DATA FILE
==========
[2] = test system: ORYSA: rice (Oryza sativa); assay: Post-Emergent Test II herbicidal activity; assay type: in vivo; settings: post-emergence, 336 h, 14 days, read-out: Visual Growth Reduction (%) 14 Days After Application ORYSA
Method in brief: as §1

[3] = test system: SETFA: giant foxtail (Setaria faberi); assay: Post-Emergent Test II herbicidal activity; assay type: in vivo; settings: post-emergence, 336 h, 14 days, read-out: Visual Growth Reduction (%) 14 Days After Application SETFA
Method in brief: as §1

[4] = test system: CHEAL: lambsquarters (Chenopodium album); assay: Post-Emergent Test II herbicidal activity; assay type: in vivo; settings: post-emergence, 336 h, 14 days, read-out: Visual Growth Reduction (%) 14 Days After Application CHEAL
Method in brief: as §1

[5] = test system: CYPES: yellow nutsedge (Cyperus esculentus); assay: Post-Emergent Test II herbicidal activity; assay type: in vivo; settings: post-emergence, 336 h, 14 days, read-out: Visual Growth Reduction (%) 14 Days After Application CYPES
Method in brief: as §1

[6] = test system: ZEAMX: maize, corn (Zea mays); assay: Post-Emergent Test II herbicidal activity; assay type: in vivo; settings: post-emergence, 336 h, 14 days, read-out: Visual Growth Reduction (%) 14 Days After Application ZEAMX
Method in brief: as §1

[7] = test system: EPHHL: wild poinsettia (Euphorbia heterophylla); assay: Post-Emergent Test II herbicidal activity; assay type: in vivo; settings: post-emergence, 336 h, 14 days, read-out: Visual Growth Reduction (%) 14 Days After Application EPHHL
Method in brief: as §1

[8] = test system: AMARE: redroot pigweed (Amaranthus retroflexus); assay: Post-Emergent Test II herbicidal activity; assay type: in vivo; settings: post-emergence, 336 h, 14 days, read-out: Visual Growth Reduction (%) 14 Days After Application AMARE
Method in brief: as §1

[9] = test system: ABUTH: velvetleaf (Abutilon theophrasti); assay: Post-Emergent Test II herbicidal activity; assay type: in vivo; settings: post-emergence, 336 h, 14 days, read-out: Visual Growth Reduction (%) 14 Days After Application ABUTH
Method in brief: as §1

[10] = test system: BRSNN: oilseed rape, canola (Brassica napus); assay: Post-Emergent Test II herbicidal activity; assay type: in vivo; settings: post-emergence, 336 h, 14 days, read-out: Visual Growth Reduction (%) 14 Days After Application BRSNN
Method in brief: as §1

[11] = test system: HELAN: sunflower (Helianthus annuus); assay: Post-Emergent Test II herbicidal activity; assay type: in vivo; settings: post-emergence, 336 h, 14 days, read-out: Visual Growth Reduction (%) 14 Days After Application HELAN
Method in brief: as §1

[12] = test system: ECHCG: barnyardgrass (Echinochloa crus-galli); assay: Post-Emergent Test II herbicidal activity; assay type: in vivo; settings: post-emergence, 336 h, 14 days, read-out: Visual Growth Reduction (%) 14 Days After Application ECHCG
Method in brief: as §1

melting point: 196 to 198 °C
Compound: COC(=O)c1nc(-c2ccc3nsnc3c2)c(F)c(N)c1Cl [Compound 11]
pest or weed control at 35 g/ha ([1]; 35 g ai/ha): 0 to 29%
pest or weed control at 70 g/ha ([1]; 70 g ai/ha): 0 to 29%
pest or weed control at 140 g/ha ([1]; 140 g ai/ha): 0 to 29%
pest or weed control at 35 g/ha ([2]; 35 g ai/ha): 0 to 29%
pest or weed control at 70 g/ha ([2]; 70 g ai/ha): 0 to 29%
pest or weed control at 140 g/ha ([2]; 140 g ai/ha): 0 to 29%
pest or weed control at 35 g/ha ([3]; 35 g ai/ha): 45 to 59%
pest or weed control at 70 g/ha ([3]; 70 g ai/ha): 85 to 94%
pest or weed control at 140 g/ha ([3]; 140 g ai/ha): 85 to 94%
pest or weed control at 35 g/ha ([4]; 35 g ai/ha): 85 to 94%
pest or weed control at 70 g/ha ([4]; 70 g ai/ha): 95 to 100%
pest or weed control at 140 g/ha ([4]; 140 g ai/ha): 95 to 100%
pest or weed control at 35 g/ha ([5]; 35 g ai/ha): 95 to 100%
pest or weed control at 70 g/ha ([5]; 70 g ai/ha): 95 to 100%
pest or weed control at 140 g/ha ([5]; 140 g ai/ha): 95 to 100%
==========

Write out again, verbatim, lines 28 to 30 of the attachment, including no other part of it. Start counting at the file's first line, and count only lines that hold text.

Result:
pest or weed control at 35 g/ha ([2]; 35 g ai/ha): 0 to 29%
pest or weed control at 70 g/ha ([2]; 70 g ai/ha): 0 to 29%
pest or weed control at 140 g/ha ([2]; 140 g ai/ha): 0 to 29%